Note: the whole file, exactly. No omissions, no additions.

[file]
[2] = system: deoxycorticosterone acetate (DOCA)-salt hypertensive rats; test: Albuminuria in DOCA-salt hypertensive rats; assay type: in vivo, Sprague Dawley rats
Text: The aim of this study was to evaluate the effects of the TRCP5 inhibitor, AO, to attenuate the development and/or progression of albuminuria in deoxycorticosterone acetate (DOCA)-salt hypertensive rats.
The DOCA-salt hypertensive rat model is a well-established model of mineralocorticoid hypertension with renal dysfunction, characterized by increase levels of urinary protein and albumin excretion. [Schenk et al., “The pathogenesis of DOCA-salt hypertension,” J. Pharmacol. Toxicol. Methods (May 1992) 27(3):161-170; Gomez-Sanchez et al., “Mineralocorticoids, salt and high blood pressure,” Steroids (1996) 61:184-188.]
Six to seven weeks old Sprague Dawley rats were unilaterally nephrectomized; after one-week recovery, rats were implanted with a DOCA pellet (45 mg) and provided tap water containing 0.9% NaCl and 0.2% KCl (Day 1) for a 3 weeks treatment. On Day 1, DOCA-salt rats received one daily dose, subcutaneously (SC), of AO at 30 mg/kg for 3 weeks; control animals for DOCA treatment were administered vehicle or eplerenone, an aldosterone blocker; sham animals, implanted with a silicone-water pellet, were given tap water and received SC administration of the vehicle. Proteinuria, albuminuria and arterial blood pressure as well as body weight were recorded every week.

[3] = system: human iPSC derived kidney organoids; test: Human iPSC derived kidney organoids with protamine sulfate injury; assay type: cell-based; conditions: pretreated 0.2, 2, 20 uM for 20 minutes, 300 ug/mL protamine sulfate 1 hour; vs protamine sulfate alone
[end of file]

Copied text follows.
[2] = system: deoxycorticosterone acetate (DOCA)-salt hypertensive rats; test: Albuminuria in DOCA-salt hypertensive rats; assay type: in vivo, Sprague Dawley rats
Text: The aim of this study was to evaluate the effects of the TRCP5 inhibitor, AO, to attenuate the development and/or progression of albuminuria in deoxycorticosterone acetate (DOCA)-salt hypertensive rats.
The DOCA-salt hypertensive rat model is a well-established model of mineralocorticoid hypertension with renal dysfunction, characterized by increase levels of urinary protein and albumin excretion. [Schenk et al., “The pathogenesis of DOCA-salt hypertension,” J. Pharmacol. Toxicol. Methods (May 1992) 27(3):161-170; Gomez-Sanchez et al., “Mineralocorticoids, salt and high blood pressure,” Steroids (1996) 61:184-188.]
Six to seven weeks old Sprague Dawley rats were unilaterally nephrectomized; after one-week recovery, rats were implanted with a DOCA pellet (45 mg) and provided tap water containing 0.9% NaCl and 0.2% KCl (Day 1) for a 3 weeks treatment. On Day 1, DOCA-salt rats received one daily dose, subcutaneously (SC), of AO at 30 mg/kg for 3 weeks; control animals for DOCA treatment were administered vehicle or eplerenone, an aldosterone blocker; sham animals, implanted with a silicone-water pellet, were given tap water and received SC administration of the vehicle. Proteinuria, albuminuria and arterial blood pressure as well as body weight were recorded every week.

[3] = system: human iPSC derived kidney organoids; test: Human iPSC derived kidney organoids with protamine sulfate injury; assay type: cell-based; conditions: pretreated 0.2, 2, 20 uM for 20 minutes, 300 ug/mL protamine sulfate 1 hour; vs protamine sulfate alone